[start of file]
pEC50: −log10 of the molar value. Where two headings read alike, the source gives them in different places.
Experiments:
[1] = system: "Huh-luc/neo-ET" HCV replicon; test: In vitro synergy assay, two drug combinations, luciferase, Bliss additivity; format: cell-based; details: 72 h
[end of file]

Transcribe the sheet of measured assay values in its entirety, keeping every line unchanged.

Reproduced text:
pEC50: −log10 of the molar value. Where two headings read alike, the source gives them in different places.
Experiments:
[1] = system: "Huh-luc/neo-ET" HCV replicon; test: In vitro synergy assay, two drug combinations, luciferase, Bliss additivity; format: cell-based; details: 72 h